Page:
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Dr. Dipen J. Parekh

The founding director of the Desai Sethi Urology Institute shares his vision for building a multidisciplinary center that is a global leader in urology
Dr. Dipen J Parekh


enerosity can change lives and transform science, and this maxim has proven true with the $20 million commitment from the Desai Sethi Family Foundation to the Department of Urology at the Miller School of Medicine. The gift has established the Desai Sethi Urology Institute, under the leadership of Dipen J. Parekh, M.D. A renowned robotic surgeon specializing in urologic oncology, Dr. Parekh is the Dr. Victor Politano Endowed Chair in Clinical Urology and executive dean for clinical affairs. He also serves as chief operating officer of UHealth – University of Miami Health System.

The initial donation by philanthropists Bharat Desai and Neerja Sethi was quickly followed by other gifts, including $1 million from Eliza and Hugh Culverhouse Jr., $3 million from Carla and Terry Taylor, and $5 million from Dan and Brett Sundheim. These donations will place the Miller School on the health care map as a leader in the field of urology. Dr. Parekh’s vision for the institute is inspiring. As its founding director, he hopes to expand clinical care, train future urologists locally and globally, and accelerate revolutionary research. We asked Dr. Parekh how an institute dedicated to the discovery and treatment of urologic disease will benefit patients and impact the community.

How did the donation from the Desai Sethi Family Foundation come about?

Even before meeting with Bharat Desai and Neerja Sethi, I had a vision of creating a free-standing urology institute that would involve multiple disciplines and departments across the entire health system and the University. I was introduced to them socially six or seven years ago. They asked me about the work I do and what my vision was, and I told them about creating this institute. We’ve kept in regular contact, and they learned more about the University of Miami. They also did their own due diligence in terms of what was entailed in creating a world-class urology institute. By last fall, they were ready to provide support, and we launched the institute in February.

What is the vision you described to them?

To create a world-class institute that cuts across academic departments and takes a multidisciplinary approach to problem-solving in urology. In addition to continuing the excellence in clinical care that we already offer, we will invest heavily in many areas of research — translational research, artificial intelligence, computational biology, biomedical engineering and multiple health services and outcomes research. We also want to address inequities in health care. And we want to be a local, statewide, national, and global resource in terms of educating and training future generations of urologists.

How will the Desai Sethi Urology Institute differ from other urology institutes?

Our geography and the diversity of the population we serve differentiate us from many other institutes, but there’s also a confluence of factors that position us to lead in the field of urology. The “Miami Movement” is real. We’ve had a tremendous inflow of talent in a number of industries — technology, venture capital, financial, crypto, biotech and Latin American emerging tech. This migration into Miami sets up the perfect opportunity for us to leverage things that are happening outside of health care. We can create something special right here.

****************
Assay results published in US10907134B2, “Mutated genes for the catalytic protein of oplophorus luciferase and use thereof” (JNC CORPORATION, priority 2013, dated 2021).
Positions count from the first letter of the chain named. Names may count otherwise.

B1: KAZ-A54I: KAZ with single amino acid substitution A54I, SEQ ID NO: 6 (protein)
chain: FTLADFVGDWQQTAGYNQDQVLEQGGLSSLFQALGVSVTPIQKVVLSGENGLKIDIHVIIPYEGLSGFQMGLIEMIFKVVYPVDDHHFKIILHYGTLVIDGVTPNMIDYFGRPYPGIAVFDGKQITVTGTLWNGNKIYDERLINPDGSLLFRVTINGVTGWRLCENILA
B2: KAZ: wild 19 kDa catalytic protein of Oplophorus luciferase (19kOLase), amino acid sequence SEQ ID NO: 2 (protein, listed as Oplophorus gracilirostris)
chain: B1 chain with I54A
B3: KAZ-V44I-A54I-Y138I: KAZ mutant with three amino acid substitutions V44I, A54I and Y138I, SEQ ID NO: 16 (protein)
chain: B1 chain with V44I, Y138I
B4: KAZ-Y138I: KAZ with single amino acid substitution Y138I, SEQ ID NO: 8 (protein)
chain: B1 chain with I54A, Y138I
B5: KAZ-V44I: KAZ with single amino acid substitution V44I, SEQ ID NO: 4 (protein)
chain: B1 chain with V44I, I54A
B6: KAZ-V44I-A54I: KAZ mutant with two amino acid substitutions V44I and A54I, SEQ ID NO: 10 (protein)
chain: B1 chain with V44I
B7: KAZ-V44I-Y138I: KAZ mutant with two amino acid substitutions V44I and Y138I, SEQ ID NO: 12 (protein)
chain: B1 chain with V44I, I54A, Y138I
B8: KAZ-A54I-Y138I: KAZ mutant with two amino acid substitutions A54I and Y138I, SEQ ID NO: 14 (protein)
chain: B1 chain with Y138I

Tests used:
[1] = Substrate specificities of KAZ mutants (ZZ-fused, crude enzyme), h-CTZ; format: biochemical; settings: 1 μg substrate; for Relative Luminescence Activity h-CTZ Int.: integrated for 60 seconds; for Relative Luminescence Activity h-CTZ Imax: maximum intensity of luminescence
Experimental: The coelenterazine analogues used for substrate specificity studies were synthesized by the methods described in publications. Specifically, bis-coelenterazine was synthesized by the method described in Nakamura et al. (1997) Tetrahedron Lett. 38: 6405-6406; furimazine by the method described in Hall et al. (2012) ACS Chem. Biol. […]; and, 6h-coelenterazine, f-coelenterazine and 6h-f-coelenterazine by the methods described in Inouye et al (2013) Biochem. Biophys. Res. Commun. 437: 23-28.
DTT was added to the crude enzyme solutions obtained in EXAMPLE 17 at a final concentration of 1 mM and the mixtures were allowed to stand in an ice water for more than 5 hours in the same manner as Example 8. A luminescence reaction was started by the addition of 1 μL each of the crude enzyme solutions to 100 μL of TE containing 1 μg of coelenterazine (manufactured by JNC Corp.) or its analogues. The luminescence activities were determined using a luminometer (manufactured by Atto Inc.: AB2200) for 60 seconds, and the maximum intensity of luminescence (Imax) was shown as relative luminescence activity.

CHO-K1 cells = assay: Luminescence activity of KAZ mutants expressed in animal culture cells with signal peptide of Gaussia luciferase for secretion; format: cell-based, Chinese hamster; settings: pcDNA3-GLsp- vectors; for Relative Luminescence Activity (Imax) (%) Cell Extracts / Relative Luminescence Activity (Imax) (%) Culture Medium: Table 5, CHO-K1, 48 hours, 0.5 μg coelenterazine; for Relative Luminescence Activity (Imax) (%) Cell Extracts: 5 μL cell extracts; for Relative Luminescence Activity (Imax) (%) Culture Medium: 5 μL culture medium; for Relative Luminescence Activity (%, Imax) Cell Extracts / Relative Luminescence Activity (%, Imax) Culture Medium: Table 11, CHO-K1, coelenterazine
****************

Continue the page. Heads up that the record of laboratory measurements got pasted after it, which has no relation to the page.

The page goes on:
How are your donors helping you do that?

First, by helping us build a reputation. There are very few free-standing urology institutes in the U.S., and just being among them is a big differentiator. It underlines our ability not only to provide clinical care, but also to do so very completely, very comprehensively, and backed by high-quality research. In the long run, our donors will help establish Desai Sethi as a destination that will attract top urologic physician-scientists who will discover more treatments that benefit patients. Their generosity also allows me to recruit top people from other specialties. I can recruit a Ph.D. in translational science. I can recruit a Ph.D. in biomedical engineering. I can recruit a statistician. I can recruit an engineer for artificial intelligence. I can recruit a pathologist. I can recruit a radiologist. I can recruit anyone from any field who has an interest in solving urologic problems. If you are just a department of urology, the only people you can recruit are urologists.

Are there specific areas of research in which you want to expand?

One priority area will be urologic cancers, working with our Sylvester Comprehensive Cancer Center. Another will be benign enlargement of the prostate because it impacts almost all men. Women’s health and urinary incontinence are two more important areas.

How does building the Desai Sethi Urology Institute align with UHealth’s goal to be a global leader?

We want to provide and deliver the safest and most excellent clinical care to our patients, but we won’t be satisfied doing just that. We want to underwrite the discoveries for tomorrow that will positively disrupt the lives of many patients and the field of urology. I think that’s what differentiates us — the investments we will be making in high-quality, high-risk, high-reward research in areas like translational research, cancer research, artificial intelligence, and biomedical engineering. This can only be done if you have the resources and commitment and the vision to really explore areas of innovation in a free-standing institute. We’ve just gotten started, and we will not rest until we are recognized as a leader in the world of urology.

If you would like to contribute to the Desai Sethi Urology Institute, contact Rosemarie Ugalde at or 305-243-4191.